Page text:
Big Bash will wait another year to introduce a decision evaluation system (DRS), with COVID-19 and border closures stopping implementation this summer.
- Lack of certainty about technology move to Australian venues means no DRS for Big Bash and WBBL until next season
- A plan for only TV playbacks was dropped because only three calls would have been changed in 2020-21 using this system
- Full DRS will be introduced in time for next summer in cricket
BBL executives told players Sunday night that they had planned to bring a system this year for both men and women following a series of howling decisions in 2020-21.
Under the plan, Cricket Australia (CA) was prepared to bring four times as many DRS units to Australia to the BBL as they would for the international summer plan, due to the proliferation of venues.
But months of work have been regretted, as CA concerned border closures could stop both technology and operators from participating in all games.
“We have spent a lot of time researching all the possibilities and understanding the technology, logistics and complexity surrounding it,” said BBL CEO Alistair Dobson.
“The technology providers were familiar with all that in a normal year.
“But then you overlay the fact that they are largely based abroad and you have to bring more crews into the country.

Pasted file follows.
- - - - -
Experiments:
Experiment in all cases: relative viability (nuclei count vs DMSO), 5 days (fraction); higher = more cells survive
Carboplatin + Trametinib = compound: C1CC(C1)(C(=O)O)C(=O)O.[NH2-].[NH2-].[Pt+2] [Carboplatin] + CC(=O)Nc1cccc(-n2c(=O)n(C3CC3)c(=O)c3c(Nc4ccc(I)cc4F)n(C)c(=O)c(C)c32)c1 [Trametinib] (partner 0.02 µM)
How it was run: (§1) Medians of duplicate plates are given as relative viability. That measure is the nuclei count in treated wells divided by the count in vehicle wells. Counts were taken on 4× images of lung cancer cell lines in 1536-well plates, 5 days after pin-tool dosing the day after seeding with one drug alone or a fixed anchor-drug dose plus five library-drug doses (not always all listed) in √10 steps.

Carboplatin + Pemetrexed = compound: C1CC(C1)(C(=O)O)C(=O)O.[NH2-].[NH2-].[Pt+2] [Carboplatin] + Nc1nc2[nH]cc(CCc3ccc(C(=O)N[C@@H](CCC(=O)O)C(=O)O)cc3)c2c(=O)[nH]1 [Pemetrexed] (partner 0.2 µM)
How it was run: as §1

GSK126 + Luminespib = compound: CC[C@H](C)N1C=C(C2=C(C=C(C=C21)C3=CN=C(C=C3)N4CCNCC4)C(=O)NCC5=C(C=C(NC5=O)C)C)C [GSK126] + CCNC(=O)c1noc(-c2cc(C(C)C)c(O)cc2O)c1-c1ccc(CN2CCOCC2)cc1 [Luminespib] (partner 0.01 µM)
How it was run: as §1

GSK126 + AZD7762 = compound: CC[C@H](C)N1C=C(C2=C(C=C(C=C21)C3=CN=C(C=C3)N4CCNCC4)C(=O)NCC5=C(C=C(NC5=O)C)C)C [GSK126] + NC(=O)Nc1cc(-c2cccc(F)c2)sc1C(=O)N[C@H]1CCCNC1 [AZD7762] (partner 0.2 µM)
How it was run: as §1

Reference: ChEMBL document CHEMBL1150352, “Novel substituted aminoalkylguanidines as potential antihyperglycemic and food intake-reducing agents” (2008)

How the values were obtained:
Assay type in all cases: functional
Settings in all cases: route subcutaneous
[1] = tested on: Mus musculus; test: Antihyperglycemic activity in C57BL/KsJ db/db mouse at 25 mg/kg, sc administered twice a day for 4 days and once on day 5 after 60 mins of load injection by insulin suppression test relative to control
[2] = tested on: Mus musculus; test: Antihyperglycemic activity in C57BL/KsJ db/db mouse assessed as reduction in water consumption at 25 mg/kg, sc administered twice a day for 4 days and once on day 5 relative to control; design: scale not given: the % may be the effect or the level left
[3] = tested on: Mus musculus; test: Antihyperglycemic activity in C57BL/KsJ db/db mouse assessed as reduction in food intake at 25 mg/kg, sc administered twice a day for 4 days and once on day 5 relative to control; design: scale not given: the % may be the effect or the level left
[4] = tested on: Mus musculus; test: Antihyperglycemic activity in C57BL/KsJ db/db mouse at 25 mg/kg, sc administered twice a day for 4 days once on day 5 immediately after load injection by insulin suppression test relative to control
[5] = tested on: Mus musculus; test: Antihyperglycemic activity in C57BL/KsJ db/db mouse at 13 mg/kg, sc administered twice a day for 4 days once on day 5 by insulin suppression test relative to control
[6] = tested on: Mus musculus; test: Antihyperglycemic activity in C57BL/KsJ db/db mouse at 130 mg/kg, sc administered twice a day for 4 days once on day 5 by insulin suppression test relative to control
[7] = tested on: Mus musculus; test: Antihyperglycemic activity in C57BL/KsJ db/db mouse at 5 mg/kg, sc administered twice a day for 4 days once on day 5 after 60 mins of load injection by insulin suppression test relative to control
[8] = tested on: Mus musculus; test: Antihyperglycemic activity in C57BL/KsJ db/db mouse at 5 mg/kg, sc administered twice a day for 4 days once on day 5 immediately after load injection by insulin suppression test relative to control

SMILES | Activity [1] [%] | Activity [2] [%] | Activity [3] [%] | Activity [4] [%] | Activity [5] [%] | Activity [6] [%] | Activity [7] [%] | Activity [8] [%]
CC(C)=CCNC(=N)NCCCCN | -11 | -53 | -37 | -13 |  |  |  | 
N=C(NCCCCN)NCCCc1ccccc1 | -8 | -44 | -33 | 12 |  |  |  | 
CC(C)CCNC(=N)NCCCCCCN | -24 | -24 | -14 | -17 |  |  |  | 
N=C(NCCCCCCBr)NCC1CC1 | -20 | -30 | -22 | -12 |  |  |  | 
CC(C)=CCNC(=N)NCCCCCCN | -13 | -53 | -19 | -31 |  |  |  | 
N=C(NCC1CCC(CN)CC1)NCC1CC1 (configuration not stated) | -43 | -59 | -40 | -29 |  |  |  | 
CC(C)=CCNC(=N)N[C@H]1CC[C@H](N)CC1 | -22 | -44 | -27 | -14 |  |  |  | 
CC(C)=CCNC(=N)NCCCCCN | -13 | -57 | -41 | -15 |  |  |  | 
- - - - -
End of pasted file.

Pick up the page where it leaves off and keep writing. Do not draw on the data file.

“There is uncertainty around the internal borders. [And], potentially uncertainty about the schedule.
The border situation is made more difficult by the fact that CA is still hoping to get matches played in COVID-affected New South Wales and Victoria this summer.
The organizers were also considering using a television-only playback system for this season, as some of them told last summer.
However, an analysis of last season’s two tournaments showed that only three decisions would have been overturned using only replays.
For example, there would not have been sufficient evidence to topple Usman Khawaja’s presumed edge against Perth on play alone without being able to refer to Snicko.
A similar scenario also surrounded Mitch Marsh’s controversial caught behind, down the leg against the Sydney Sixers in the final.
The organizers also did not want players and referees to learn a new system for just one season before full DRS is introduced next summer.
“One of the things you just need to be aware of is what are you trying to solve?” Said Dobson.
“How many potential wrong decisions do a particular solution make, and what are the trade-offs or unintended consequences?”
Meanwhile, organizers will stick to Bash Boost, Power Surge and X-factor innovations in BBL, but they will not be present in WBBL when it starts on Thursday.
Free ball at stumps if players brake to the fold
The only rule change in both BBL and WBBL will be batters who get 75 seconds to get to the fold when a wicket falls, where bowlers get a free ball at the stumps if they do not arrive within that time.
This delivery will be treated like a ball in innings, and will go down like a dot if the bowl misses.
The organizers do not expect the rule to come into play, but it will rather enforce an acceleration for the batting side.
Additional penalties in the game in addition to fines and suspensions were discussed for bowling sites with slow-over rates, but not introduced.
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